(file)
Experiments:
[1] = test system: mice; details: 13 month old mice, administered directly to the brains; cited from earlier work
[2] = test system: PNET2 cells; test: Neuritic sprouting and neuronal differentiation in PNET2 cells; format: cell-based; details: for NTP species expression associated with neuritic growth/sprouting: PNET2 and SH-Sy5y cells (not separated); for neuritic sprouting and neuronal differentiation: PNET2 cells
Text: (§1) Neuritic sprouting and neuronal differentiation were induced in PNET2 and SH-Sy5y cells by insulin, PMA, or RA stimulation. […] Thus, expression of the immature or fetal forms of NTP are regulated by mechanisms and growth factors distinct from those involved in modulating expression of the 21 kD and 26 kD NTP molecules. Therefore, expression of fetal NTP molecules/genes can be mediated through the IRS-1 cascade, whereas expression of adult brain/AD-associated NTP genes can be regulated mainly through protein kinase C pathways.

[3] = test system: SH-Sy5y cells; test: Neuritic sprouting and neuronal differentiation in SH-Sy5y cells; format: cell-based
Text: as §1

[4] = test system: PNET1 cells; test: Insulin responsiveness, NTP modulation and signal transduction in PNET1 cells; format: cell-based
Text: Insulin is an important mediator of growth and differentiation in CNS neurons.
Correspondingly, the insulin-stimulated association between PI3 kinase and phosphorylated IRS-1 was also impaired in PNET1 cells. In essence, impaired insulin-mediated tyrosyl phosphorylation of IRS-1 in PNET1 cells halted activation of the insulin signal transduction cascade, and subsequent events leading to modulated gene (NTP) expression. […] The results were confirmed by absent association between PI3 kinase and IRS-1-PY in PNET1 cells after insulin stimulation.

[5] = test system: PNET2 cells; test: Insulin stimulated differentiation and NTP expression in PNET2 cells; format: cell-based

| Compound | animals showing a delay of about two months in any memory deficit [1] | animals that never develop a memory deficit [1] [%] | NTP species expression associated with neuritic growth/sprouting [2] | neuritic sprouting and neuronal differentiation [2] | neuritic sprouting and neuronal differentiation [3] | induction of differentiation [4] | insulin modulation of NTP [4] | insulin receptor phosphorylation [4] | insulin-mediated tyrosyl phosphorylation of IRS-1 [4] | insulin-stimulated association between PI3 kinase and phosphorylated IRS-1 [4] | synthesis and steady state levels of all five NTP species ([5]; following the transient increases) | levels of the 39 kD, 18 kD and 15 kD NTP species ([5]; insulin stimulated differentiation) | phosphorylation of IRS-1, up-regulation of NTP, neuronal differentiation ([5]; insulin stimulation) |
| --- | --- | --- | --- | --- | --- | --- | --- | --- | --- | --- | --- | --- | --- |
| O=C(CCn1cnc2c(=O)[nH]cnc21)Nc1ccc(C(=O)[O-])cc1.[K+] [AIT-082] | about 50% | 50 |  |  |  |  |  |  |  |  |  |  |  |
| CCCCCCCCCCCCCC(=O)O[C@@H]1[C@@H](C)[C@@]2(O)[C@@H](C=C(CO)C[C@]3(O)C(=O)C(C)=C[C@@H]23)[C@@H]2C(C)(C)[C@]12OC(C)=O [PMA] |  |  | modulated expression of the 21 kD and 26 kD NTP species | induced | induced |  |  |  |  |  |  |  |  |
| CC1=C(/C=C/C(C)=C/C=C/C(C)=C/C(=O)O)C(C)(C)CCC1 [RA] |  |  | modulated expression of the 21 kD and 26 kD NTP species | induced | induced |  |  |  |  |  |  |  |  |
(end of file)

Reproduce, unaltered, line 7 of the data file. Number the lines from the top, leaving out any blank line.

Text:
[4] = test system: PNET1 cells; test: Insulin responsiveness, NTP modulation and signal transduction in PNET1 cells; format: cell-based